Duchenne Muscular Dystrophy (DMD) has a prevalence of 1∼3500 live male births globally, with affected patients prematurely dying in their early 30s due to respiratory and cardiac failure. The primary pathogenesis of DMD is due to the absence of the structural protein dystrophin from the muscle surface membrane (sarcolemma) (Emery, 1993). The absence of dystrophin leads to the loss of membrane stability causing muscle fibres to become more susceptibility to contraction-induced damage (Danowski et al., 1992), resulting in a chronic inflammatory state accompanied by a high level of oxidative stress (Tidball & Wehling-Henricks, 2005). 3H-1,2-dithiole-thone (D3T), currently in clinical trials for the treatment of cancer, activates the transcription factor Nuclear Factor-Erythroid 2-related factor 2 (Nrf2), which regulates the induction of antioxidant genes in a number of tissues including skeletal muscle (Karuri et al., 2006). D3T has been shown to improve the pathology of a number of chronic inflammatory conditions such as sepsis (Thimmulappa et al., 2006) and chronic obstructive pulmonary disease (Hart et al., 1998). We tested the hypothesis that D3T would ameliorate the dystrophic pathology in mdx mice. D3T was administered to 12 week old mdx mice via oral gavage, (6μL/g in sucrose vehicle) 3 times a week for 4 weeks. At the end of the treatment period, mice were anaesthetized (60 mg/kg sodium pentobarbitone), and muscles were excised for biochemical and histological analysis.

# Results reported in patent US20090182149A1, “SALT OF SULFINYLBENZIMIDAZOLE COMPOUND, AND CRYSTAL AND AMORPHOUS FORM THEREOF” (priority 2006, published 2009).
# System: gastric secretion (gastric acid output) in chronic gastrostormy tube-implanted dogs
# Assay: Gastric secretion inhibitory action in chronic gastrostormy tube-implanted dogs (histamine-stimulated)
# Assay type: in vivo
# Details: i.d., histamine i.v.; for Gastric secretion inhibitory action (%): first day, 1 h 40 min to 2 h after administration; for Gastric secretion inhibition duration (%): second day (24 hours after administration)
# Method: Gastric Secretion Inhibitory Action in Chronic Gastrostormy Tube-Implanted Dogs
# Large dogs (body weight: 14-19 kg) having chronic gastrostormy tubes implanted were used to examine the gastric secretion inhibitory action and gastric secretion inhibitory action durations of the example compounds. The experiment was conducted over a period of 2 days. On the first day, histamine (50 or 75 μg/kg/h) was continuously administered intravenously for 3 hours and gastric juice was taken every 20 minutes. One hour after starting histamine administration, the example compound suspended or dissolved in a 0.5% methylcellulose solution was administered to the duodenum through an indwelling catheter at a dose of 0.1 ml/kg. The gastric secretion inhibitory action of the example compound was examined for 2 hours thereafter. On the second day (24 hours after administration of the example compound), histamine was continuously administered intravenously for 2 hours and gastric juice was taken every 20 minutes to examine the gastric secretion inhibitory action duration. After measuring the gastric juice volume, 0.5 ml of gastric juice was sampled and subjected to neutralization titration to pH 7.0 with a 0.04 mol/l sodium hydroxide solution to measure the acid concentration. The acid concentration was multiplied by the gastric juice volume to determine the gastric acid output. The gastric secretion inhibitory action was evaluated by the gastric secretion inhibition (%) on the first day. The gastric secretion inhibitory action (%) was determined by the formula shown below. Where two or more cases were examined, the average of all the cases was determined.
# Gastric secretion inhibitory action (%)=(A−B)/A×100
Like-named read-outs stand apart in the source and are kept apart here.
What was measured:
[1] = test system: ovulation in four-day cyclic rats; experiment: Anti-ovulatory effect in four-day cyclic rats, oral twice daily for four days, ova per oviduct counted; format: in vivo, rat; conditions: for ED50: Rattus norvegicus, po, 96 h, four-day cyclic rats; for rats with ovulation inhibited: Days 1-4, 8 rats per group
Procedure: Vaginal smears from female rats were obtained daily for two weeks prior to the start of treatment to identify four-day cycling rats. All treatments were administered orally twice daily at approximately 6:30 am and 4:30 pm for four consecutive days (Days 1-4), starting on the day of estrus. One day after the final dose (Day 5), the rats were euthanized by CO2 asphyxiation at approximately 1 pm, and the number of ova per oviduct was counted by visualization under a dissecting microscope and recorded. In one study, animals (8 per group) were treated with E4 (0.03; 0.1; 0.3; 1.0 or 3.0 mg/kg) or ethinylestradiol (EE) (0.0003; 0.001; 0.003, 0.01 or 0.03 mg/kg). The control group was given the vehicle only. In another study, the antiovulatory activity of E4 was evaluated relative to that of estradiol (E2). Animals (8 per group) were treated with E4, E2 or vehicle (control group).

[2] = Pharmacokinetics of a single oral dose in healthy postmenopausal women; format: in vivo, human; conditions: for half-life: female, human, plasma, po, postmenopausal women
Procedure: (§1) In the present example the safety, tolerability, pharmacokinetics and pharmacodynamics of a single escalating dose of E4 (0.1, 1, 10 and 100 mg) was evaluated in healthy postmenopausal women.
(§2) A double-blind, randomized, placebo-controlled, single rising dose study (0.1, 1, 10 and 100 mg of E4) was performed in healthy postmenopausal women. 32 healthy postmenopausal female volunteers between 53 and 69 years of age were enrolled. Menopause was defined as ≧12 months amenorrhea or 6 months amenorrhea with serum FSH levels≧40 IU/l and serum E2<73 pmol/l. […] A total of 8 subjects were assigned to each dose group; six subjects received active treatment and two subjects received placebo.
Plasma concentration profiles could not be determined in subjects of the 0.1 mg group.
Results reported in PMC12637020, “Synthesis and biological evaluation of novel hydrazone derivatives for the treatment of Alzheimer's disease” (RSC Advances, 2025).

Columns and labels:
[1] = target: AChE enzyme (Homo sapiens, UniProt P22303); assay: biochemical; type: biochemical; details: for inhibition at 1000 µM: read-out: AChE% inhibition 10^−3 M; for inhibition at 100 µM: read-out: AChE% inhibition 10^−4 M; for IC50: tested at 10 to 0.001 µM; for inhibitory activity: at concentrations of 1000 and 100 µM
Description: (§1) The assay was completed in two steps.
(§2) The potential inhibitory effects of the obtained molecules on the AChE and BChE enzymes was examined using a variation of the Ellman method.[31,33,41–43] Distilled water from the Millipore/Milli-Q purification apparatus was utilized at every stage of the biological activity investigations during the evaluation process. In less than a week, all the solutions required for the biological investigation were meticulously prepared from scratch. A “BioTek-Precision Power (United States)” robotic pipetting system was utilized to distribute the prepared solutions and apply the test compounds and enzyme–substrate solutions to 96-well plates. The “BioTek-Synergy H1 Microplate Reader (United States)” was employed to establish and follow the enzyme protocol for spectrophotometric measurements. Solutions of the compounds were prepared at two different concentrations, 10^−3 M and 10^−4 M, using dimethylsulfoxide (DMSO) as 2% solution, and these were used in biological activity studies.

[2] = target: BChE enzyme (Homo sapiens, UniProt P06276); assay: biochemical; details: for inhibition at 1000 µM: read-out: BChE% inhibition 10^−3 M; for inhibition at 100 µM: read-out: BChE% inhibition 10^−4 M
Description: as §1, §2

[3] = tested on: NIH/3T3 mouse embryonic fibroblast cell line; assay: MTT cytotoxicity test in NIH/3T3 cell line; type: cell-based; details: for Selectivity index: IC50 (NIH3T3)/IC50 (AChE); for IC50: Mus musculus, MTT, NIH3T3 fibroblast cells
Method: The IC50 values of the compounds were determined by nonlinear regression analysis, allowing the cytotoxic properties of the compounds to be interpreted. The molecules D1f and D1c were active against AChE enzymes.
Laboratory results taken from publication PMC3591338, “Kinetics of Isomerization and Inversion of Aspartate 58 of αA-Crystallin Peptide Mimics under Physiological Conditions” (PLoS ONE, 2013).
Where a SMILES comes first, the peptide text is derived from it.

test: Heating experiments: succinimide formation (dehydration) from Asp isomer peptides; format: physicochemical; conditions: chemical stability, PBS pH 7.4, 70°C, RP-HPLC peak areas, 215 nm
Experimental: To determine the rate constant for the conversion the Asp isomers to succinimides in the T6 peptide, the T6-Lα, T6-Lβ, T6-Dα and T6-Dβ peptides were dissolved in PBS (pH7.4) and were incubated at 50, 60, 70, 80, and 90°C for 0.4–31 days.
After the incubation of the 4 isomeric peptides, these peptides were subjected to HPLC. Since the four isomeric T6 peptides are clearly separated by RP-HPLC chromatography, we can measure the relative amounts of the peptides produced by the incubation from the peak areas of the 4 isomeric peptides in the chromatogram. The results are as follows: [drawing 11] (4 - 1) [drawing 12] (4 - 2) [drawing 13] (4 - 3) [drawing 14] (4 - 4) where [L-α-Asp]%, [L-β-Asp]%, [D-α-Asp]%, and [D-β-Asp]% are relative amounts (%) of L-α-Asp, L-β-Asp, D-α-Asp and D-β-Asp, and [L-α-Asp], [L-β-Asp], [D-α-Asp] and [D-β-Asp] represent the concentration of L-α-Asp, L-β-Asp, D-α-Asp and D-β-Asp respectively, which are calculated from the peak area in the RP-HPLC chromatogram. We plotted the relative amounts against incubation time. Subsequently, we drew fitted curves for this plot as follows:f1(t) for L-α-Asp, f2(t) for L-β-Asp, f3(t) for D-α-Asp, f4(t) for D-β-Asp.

In dystrophic muscle, D3T resulted in the up regulation of mRNA expression of Glutathione reductase and Aconitase, which are key enzymes involved in the production of glutathione (GSH). D3T also increased the active form of GSH in dystrophic tibialis anterior (TA), diaphragm and soleus muscles as measured by a GSH assay (Cayman Chemical, Ann Arbor, Michican, USA). D3T treatment resulted in a significant reduction in the mRNA transcript levels of pro-inflammatory cytokines TNF-α and IL-1β in the diaphragm and TA muscles of mdx mice. Despite the significant reduction in markers of inflammation and upregulation of the antioxidant system, histological analysis revealed no significant effect on gross cell morphology and no reduction of pathological collagen formation.
In conclusion D3T, already in phase II clinical trials in humans for the treatment of cancer, significantly increases the antioxidant defence system and reduces key markers of inflammation in dystrophic mice, indicating that targeting Nrf2 is a potential therapeutic approach for the treatment of DMD.
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